+Missions are varied thanks to side objectives
+Strike Force missions are intense
+Lots of new features in Zombies and multiplayer
-Story is complex at the beginning
-Strike Force AI is quite dumb
-Graphics aren't so great
Final score: 9 / 10
Controller support: Yes
OS: Windows Vista SP2 or Windows 7
Processor: Intel Core2 Duo E8200 2.66 GHz or AMD Phenom X3 8750 2.4 GHz
Memory: 2 GB for 32-bit OS or 4 GB for 64-bit OS
Graphics: Nvidia GeForce 8800GT 512 MB or ATI Radeon HD 3870 512 MB
Hard Drive: 16 GB HD space
Sound: DirectX 9.0c compatible
Additional: Broadband connection required for activation and multiplayer gameplay
While the Call of Duty series was developed by Infinity Ward, some could argue that recent titles made by Treyarch have matched and sometimes even surpassed the quality of the Modern Warfare installments in the series.
After the pretty impressive Black Ops back in 2010, Treyarch is now back with Black Ops 2, a sequel that takes place in the near future of 2025 and promises to take the series into bold new directions.
With new features, like multiple choices during missions and, as a first for the series, special Strike Force levels where you command your forces through different scenarios just like in real-time strategy games, the game is set to differentiate itself from previous installments.
Throw in the special new features in multiplayer, like the Pick-10 system, or the ones for the Zombies mode, where you take a bus from level to level, and the game should have something for everyone.
Does Black Ops 2 manage to bring some much-needed innovation or should we not answer its call? Let’s find out.
Travel around the globe ...
... to stop Raul Menendez
Call of Duty: Black Ops 2’s story begins right before the start screen, as it features a short yet extremely confusing cinematic after seeing the Dolby, Treyarch, and Activision logos. After that, you’re treated with incremental bits of exposition until the pieces fall into place.
Basically, you play as David Mason, the son of Black Ops 1 protagonist Alex Mason, who needs to stop a rampaging tyrant named Raul Menendez from destroying the world. His motives are unclear but, with the help of an old and rather senile Frank Woods, you learn that Menendez has some big reasons to take revenge on the world and on David Mason in particular.
What follows is a series of missions both in 2025, as well as during the 1980s, as Woods has quite a few flashbacks from his last few missions with Mason Sr., as they both tried taking out Menendez before he became a Messiah for millions of people around the world.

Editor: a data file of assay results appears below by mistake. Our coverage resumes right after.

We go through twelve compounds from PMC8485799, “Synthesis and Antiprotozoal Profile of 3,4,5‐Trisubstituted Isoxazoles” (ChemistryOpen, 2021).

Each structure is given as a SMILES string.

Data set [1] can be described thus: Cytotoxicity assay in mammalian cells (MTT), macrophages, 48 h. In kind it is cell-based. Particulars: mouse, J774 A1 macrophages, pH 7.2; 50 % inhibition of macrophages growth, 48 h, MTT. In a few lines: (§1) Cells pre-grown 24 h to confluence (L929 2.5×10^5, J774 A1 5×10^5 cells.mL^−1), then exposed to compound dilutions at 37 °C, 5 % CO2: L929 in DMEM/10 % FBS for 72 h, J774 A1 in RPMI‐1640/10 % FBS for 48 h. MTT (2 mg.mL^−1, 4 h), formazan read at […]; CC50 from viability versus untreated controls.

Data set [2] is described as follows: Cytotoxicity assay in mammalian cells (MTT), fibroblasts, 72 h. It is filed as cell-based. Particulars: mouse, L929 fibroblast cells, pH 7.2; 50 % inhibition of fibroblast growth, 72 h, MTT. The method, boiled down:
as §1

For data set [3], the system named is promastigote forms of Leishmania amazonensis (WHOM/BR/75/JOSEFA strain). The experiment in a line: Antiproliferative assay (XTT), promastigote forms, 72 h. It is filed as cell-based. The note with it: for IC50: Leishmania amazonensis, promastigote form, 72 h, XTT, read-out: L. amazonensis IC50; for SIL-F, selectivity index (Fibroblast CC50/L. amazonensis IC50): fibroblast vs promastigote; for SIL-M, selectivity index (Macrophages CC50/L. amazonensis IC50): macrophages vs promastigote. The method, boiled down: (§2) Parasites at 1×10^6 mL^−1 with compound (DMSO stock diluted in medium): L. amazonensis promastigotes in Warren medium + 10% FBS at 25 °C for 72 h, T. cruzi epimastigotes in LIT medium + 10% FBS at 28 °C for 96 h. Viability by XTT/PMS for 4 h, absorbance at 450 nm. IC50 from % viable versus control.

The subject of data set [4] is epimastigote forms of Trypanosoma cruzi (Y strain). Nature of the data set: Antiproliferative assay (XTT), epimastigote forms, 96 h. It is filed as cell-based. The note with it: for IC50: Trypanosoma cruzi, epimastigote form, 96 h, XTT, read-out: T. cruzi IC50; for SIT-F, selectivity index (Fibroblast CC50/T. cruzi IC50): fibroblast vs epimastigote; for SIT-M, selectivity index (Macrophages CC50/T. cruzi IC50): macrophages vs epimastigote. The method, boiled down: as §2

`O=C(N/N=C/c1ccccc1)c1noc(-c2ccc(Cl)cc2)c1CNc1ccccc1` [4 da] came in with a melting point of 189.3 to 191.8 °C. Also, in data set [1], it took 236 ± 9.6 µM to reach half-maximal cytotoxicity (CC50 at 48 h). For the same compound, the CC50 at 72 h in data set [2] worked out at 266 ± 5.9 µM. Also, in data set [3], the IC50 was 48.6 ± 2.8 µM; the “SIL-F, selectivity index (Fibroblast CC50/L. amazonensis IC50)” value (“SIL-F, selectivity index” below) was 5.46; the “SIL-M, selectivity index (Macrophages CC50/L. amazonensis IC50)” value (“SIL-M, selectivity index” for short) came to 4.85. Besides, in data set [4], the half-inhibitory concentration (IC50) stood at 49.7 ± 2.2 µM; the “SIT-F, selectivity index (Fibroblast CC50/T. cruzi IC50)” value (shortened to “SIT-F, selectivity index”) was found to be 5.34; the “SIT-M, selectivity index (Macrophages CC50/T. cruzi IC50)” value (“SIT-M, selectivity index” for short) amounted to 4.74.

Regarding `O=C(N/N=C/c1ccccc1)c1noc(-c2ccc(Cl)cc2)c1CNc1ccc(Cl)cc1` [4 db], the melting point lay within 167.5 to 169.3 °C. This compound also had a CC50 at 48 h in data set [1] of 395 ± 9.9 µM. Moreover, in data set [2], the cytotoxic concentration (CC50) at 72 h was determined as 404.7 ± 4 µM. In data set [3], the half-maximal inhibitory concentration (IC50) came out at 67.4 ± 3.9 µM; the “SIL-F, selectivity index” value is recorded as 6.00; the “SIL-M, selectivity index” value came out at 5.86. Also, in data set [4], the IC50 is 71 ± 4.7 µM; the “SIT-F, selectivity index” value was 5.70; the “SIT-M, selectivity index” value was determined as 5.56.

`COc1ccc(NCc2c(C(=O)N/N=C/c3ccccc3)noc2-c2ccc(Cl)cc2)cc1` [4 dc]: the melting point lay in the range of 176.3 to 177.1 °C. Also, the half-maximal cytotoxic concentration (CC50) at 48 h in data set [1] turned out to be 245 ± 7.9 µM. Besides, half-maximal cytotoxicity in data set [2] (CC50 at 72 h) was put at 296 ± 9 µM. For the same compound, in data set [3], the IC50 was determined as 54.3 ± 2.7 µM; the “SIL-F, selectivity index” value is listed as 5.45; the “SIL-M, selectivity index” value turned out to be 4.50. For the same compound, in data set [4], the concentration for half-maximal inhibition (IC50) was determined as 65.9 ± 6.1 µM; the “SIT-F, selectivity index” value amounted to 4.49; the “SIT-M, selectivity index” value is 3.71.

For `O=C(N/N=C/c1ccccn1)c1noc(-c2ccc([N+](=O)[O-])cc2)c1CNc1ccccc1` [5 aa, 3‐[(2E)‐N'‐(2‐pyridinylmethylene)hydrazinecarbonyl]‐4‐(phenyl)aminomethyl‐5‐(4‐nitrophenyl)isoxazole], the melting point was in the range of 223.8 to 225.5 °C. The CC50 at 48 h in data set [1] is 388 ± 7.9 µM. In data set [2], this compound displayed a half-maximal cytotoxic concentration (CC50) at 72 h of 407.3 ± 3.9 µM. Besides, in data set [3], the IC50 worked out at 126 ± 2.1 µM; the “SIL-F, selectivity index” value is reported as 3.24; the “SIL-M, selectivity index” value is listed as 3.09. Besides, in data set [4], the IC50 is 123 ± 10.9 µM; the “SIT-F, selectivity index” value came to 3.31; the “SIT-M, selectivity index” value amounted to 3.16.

The whole plot is quite impressive and has more than enough twists, especially since your actions in the regular missions, as well as in the Strike Force ones, determine plenty of things. From guaranteeing the allegiance of certain countries by successfully completing the Strike Force missions, which can be failed, to using special weapons by uncovering side objectives during regular ones, Black Ops 2 has more than enough variables to warrant a second playthrough of its story.
While the overall campaign might be a bit short, complex, and can end in some pretty awkward ways, depending on your choices, it tries to add a lot of new things to the series, which is quite commendable.
Call of Duty: Black Ops doesn’t add that many new things in terms of core gameplay, as you still go around shooting enemies with an assortment of different weapons, alternating between certain special sequences where you control military drones or mechanized walkers.
There are some all-new gameplay sections where you take control of actual vehicles or even horses (yes, true horses) and they provide a welcome change of pace, despite still accompanying missions in which you follow squad mates or protect certain targets.
Without a doubt, the biggest change in terms of regular missions is related to the new side objectives. In most levels, you’ll find certain areas that you can access. These can net you special weapons, like Molotov cocktails, provide special ammo or flak jackets that protect from explosive damage, or even give you extra strategy options, like sending walkers on the roof of buildings so that they can pick off your enemies as you advance through the streets.
What’s more, one of the major new features added by Black Ops 2 to the series is the special Strike Force mechanic. During these unique missions, you command special squads that need to complete certain challenges in countries all around the world. From protecting a power plant, to escorting a convoy or securing a VIP, you can embark on these missions, but be aware that you can fail them if you’re not careful.